Imagine an economic system in which everything is worthwhile and nothing is worthless. In which we utilise what can be utilised. Again and again. With no raw material shortage and no waste surplus. With every ending a new beginning, endless like an ecosystem. A pipe dream? In BlueCity it’s already happening. How much longer will you wait?
The BlueCity Circular Challenge offers established companies, ambitious students and young professionals the chance to get acquainted with the circular economy of the future. By developing a product within six weeks, that proves that the term ‘waste’ can be consigned to the scrapheap. The participants will turn the worthless residual flows of participating companies into worthwhile products. The idea with the most potential will be developed into an independent start-up in BlueCity.
The BlueCity Circular Challenge starts on the 14th of May and takes 6 weeks. Participants in the challenge will become involved in start-ups and innovations that are full of potential, economically attractive and mediagenic. The challenge will be supervised by circular pioneers, designers and financial experts.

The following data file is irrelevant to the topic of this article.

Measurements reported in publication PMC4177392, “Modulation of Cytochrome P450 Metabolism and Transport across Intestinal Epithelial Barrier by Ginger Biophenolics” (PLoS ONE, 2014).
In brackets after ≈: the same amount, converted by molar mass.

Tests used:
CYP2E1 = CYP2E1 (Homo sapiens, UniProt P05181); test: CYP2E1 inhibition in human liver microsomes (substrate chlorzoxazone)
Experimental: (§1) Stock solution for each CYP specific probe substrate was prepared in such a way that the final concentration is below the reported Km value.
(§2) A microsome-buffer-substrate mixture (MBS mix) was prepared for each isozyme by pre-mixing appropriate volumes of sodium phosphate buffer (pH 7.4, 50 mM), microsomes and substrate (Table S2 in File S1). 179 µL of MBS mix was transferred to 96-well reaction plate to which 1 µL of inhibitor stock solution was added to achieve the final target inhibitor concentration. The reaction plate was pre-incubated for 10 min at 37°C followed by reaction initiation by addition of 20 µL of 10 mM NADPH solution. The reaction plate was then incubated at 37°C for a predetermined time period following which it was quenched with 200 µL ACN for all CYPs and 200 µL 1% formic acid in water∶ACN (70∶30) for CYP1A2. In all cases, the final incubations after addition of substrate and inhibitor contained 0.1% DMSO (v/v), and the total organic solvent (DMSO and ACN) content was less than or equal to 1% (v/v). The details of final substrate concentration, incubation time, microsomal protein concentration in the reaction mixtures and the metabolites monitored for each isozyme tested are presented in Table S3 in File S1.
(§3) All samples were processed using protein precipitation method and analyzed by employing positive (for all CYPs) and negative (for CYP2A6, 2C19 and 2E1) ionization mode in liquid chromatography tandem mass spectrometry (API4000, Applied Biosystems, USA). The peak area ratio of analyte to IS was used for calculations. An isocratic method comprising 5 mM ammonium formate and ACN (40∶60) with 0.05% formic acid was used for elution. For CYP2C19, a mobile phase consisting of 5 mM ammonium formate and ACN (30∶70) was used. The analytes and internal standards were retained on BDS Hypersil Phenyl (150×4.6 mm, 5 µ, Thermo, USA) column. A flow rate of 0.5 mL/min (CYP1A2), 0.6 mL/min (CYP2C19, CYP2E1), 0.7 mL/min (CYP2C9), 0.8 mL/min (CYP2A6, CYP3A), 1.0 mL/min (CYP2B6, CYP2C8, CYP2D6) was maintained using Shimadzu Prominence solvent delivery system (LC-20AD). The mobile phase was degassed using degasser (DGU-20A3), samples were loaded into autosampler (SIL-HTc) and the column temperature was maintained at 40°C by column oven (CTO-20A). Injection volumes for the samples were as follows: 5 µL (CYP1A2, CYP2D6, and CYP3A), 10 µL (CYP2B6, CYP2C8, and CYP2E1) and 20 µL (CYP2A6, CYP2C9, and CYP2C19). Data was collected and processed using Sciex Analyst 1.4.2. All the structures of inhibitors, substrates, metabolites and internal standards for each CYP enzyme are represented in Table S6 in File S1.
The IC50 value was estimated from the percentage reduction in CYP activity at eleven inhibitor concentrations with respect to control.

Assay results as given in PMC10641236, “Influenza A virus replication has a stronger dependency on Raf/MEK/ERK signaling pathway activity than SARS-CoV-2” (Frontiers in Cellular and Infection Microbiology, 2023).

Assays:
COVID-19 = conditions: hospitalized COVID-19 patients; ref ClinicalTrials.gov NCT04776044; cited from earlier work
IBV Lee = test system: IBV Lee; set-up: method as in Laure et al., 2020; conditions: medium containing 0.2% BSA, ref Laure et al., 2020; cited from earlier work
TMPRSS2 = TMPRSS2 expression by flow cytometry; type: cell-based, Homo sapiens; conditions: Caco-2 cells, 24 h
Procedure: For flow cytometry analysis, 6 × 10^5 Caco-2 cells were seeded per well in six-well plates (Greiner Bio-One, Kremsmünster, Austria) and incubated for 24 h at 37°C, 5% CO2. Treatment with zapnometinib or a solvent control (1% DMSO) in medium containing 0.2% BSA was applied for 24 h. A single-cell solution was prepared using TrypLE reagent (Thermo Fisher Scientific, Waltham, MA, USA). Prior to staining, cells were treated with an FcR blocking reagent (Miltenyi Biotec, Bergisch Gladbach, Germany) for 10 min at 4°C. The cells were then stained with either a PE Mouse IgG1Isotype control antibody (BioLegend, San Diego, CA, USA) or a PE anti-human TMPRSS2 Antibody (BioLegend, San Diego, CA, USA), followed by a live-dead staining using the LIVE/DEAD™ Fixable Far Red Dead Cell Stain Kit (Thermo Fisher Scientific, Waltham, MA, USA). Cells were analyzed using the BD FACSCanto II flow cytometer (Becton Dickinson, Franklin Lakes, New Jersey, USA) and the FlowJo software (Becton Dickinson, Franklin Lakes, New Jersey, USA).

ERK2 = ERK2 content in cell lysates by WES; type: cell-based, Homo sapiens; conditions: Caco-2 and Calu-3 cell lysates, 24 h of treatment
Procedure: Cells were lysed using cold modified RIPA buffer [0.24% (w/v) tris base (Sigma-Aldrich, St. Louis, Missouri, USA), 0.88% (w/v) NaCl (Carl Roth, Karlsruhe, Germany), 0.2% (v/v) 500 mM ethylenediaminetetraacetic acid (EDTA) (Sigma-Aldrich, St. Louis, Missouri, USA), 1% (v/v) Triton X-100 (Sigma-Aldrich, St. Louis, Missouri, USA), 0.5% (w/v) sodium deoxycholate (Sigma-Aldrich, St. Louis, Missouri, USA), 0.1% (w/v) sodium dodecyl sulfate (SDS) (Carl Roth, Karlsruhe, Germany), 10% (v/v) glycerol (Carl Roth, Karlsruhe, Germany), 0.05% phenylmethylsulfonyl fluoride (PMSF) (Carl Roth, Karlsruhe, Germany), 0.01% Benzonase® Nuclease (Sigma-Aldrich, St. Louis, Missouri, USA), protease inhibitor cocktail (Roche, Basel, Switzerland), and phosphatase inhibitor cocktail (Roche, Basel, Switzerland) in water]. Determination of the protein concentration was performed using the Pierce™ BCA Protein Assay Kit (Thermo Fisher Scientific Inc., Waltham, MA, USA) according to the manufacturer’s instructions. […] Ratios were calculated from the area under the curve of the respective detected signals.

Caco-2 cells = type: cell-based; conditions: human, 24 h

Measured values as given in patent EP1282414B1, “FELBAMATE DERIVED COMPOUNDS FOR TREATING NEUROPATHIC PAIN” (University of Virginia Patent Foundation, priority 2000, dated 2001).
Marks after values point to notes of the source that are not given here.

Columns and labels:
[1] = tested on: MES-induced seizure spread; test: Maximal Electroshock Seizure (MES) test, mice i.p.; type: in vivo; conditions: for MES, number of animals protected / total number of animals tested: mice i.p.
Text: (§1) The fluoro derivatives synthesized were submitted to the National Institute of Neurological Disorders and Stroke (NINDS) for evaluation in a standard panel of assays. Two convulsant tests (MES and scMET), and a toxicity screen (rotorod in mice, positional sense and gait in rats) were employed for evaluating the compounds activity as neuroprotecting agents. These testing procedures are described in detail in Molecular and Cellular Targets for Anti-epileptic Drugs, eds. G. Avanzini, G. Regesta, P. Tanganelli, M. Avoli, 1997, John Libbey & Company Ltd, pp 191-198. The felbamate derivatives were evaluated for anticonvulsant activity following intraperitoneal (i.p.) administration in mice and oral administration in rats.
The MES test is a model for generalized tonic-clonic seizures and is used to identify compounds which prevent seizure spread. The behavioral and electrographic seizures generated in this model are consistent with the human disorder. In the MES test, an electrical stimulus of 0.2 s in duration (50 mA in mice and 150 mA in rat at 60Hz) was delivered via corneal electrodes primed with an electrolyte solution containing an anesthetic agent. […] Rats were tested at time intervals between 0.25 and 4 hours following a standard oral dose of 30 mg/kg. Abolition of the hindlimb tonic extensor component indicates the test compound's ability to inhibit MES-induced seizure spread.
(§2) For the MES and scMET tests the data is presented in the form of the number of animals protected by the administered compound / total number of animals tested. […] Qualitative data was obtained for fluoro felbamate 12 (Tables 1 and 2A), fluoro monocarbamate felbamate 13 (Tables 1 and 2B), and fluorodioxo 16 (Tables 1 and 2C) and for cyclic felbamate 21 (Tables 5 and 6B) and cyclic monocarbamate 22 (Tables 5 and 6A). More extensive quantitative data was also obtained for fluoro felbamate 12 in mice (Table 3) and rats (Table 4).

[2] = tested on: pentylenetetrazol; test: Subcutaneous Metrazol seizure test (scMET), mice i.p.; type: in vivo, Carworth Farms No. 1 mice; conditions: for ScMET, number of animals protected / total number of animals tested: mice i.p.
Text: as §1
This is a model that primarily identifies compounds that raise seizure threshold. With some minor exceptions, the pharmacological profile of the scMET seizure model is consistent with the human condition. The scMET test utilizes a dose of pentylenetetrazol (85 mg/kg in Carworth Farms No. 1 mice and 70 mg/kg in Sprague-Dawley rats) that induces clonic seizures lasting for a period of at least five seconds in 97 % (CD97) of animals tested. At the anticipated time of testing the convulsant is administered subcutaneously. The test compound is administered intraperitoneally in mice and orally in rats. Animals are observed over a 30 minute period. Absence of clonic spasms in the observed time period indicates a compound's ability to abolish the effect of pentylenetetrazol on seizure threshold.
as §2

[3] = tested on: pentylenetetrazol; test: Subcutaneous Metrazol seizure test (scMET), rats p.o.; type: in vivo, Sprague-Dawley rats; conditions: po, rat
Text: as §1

Waste and you’ll disappear
The circular economy is like a natural ecosystem. Creativity, proximity and cooperation are rewarded. Moving with the times is equivalent to growing. Waste and you’ll disappear. You can see it in action in BlueCity, where all the businesses there have linked their residual flows. For example, the coffee grounds from Aloha Bar-Restaurant are used as a substrate for the oyster mushrooms grown by RotterZwam. Spireaux uses the CO2 released during the process to produce spirulina. While the mycelium is used to develop packaging materials in the BlueCity Lab. And the mushrooms? You guessed it, they’re on Aloha’s menu. A perfect circle!
Successful first edition
The participants in the first edition of the BlueCity Circular Challenge in 2017 were Stedin, UPP, Rotterdam City Council and the Schieland and Krimpenerwaard Water Authority (HHSK). The BlueRoof team was declared the winner. BlueRoof created a substrate for green roofs made of so-called ‘screenings’, which is rubbish that is not supposed to be in the sewers but gets into them anyway. Every year, the people of Rotterdam flush more than 100,000 kilos of those materials down the toilet. BlueRoof is aiming to realise its first production plant this summer.
Which residual flow are you contributing? Check more information for companies and mail to firstname.lastname@example.org.